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Photo: iStock
Photo: iStock

Lonely millennials turn to gardening, fostering pets

With work pressure increasing and no family member to spend time with, they are looking for ways to divert their minds from negative news and take care of themselves

Every day, Anzar Nawaz spends an hour in his balcony looking after the tomato and chilli plants he started nurturing six weeks ago. A few weeks into the lockdown to prevent the spread of coronavirus, Nawaz, who lives alone in an apartment in Visakhapatnam began to feel like the routine of work, cooking and cleaning his apartment was exhausting. He missed people and wanted to do something that didn’t feel like a chore. So, one day, he picked up castaway clay pots and planted tomato and chilli seeds in them.

“I still do all the daily tasks, but one hour every morning is just for me and my garden. I spend time in my balcony garden, drink coffee and disconnect from everything. I need it because my family doesn’t live here," says Nawaz, 26, who bought more plants after the lockdown was eased a little.

For many people who stay alone, the nationwide lockdown is proving to be harder. With work pressure increasing and no family member to spend time with, they are looking for ways to divert their minds from negative news and take care of themselves.

When people stay alone, it’s easy to get caught up in the what-if loop, says clinical psychologist Priyanka Varma. “Engaging in something you enjoy helps fight it. That’s why a lot of people in the lockdown have started baking, or taking up workout challenges. It keeps them busy and engages their mind."

Mainodi Nunisa, 36, for instance, who lives alone, had initially turned to baking in the lockdown. After a few days, when she realized it was becoming too time-consuming, she found another way to relax. “I’m fostering three puppies for the past few weeks," says Nunisa, a senior marketing manager at SpiceJet airline.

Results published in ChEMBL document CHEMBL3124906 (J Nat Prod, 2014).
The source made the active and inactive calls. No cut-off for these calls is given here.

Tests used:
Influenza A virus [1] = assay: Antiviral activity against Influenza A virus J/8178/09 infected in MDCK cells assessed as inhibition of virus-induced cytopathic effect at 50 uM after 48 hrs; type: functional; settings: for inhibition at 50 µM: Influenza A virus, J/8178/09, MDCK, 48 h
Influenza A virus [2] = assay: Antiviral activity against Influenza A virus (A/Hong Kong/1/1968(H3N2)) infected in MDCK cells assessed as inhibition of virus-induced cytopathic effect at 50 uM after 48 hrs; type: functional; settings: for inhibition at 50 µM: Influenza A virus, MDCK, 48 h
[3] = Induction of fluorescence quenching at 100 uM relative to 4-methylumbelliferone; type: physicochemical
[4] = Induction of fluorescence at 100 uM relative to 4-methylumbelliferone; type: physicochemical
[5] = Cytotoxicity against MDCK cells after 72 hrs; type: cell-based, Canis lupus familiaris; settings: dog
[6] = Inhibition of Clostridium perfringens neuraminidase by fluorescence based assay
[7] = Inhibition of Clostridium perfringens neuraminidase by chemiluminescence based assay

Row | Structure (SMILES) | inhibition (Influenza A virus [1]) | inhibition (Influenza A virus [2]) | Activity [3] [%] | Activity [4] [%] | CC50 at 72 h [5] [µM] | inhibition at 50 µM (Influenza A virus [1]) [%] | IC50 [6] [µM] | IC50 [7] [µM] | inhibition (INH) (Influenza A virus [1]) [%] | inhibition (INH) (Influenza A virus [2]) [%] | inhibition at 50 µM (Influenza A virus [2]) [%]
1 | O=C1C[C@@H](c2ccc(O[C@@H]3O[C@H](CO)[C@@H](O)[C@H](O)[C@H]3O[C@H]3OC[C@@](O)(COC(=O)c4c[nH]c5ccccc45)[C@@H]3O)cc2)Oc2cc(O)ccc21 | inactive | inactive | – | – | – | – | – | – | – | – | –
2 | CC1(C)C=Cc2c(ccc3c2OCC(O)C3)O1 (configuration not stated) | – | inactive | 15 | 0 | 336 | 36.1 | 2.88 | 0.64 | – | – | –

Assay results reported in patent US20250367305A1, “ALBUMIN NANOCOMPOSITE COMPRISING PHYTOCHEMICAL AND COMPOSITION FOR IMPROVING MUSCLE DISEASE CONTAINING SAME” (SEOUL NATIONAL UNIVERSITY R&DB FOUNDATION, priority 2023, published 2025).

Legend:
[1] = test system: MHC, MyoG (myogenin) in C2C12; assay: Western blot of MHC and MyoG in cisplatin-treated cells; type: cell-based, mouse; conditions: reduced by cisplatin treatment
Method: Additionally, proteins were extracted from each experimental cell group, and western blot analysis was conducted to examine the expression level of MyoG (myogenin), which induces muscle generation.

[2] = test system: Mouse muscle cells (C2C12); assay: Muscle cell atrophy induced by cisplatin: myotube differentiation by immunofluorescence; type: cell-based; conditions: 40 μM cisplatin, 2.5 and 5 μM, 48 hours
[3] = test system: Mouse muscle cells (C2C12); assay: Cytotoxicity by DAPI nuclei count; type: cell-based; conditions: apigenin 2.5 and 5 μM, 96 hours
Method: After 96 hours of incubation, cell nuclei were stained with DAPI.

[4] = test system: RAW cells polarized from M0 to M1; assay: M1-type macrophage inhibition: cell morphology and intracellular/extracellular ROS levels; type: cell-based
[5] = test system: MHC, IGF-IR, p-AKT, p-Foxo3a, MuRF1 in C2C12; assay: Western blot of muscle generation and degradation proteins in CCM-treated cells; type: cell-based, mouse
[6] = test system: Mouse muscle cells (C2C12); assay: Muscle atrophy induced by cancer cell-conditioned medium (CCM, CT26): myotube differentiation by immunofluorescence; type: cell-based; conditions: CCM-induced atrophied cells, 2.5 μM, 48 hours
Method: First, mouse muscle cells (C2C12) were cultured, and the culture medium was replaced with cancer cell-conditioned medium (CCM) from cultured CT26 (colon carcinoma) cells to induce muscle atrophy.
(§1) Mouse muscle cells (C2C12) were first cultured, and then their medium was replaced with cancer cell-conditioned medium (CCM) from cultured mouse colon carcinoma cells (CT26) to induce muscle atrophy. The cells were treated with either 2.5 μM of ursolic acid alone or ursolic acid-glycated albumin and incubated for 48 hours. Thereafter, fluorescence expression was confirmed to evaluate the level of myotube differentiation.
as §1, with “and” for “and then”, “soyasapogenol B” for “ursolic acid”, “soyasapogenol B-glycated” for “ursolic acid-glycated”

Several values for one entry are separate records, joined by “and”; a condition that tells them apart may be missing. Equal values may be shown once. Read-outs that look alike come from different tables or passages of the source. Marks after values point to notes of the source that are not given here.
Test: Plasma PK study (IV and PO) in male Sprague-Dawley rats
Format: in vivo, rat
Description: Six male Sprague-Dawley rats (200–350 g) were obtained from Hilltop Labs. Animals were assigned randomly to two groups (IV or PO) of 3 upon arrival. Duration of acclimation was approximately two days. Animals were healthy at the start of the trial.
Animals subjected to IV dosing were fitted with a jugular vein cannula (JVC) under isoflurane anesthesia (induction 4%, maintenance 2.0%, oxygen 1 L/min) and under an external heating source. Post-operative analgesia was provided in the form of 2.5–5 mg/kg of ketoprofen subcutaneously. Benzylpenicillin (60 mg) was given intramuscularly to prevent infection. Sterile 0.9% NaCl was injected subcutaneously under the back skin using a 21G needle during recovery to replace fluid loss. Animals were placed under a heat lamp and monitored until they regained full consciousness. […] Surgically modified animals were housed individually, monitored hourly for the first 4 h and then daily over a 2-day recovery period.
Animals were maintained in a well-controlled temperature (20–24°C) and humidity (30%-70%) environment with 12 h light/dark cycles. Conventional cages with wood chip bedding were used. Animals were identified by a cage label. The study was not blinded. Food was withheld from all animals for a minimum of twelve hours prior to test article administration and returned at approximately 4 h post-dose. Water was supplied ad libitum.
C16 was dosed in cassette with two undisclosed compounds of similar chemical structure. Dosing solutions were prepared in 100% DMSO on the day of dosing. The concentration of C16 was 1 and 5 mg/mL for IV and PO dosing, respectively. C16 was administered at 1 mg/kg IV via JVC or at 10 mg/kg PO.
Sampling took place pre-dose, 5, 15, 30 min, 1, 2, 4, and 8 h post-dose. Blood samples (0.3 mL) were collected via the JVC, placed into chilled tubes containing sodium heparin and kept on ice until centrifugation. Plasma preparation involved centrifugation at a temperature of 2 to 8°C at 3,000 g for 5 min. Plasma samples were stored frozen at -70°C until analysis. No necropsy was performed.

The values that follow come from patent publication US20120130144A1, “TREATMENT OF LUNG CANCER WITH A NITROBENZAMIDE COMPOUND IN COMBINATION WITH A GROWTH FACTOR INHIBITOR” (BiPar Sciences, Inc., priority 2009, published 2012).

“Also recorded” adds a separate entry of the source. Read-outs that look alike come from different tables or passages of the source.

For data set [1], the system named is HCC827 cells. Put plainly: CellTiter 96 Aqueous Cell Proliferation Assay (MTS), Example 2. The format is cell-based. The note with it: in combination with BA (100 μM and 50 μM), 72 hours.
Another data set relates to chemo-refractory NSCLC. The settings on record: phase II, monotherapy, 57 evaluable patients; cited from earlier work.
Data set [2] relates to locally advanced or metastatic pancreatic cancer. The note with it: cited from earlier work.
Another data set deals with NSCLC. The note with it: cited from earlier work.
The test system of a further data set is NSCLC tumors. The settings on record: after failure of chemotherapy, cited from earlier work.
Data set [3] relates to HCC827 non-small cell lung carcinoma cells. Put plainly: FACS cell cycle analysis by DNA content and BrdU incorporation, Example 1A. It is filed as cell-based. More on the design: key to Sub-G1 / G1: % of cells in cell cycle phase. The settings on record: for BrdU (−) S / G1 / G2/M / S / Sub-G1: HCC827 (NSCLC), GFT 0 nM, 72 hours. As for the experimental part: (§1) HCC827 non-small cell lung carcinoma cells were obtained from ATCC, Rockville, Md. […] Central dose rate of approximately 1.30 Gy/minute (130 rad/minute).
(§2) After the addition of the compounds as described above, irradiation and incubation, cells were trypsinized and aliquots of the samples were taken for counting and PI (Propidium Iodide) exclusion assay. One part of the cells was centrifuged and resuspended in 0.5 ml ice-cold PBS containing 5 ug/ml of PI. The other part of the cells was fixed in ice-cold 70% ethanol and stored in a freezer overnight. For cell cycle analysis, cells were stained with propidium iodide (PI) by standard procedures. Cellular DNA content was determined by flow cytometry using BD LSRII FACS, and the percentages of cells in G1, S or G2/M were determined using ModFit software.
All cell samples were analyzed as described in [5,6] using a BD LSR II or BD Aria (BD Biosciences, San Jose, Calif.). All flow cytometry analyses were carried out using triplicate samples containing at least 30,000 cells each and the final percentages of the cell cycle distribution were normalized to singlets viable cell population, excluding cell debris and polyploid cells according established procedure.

It started when a stray had puppies and she fed them once in a while. During the lockdown, the puppies started coming to her door.

“I am a bit scared of allergies so they don’t stay with me overnight, but they do come into the house, play around and even follow me when I go out to buy groceries. It feels nice, in a way, to be responsible for them and I am very grateful to have some company," says Nunisa. “It keeps me occupied so that I don’t end up over-thinking things."

Ankit Gupta, who has been living alone for nine years, turned to exercising regularly. “I’m a morning person, but during the lockdown, I started waking up around 10-11am. I did not have the motivation to work out alone in the beginning," admits Gupta, 31, founder of health-tech startup Endure. But the lack of face to face interaction was getting to him. Matters became worse when he had to let go of some employees to cut costs.

About 10 days ago, he decided to change things. Starting with waking up at 6am, he now goes for a run inside his society and is considering therapy.

Staying positive becomes harder when you are living alone for the first time. In March, Durba Sarkar had just moved to Assam from West Bengal. She knew no one in the city. The paying guest accommodation she had chosen for herself was new so she had no one to share the place with. “It’s very stressful. I hardly sleep now, and when I do it is usually in the day time," says Sarkar, 32, a field coordinator with Tata Institute of Social Sciences.

“It’s very important to do something you like when you are away from family. It can get stressful if you are doing something you don’t enjoy," explains Varma. “Find a purpose for whatever you have decided to do, be it cleaning or working out. The most basic thing you can do is to take care of yourself."

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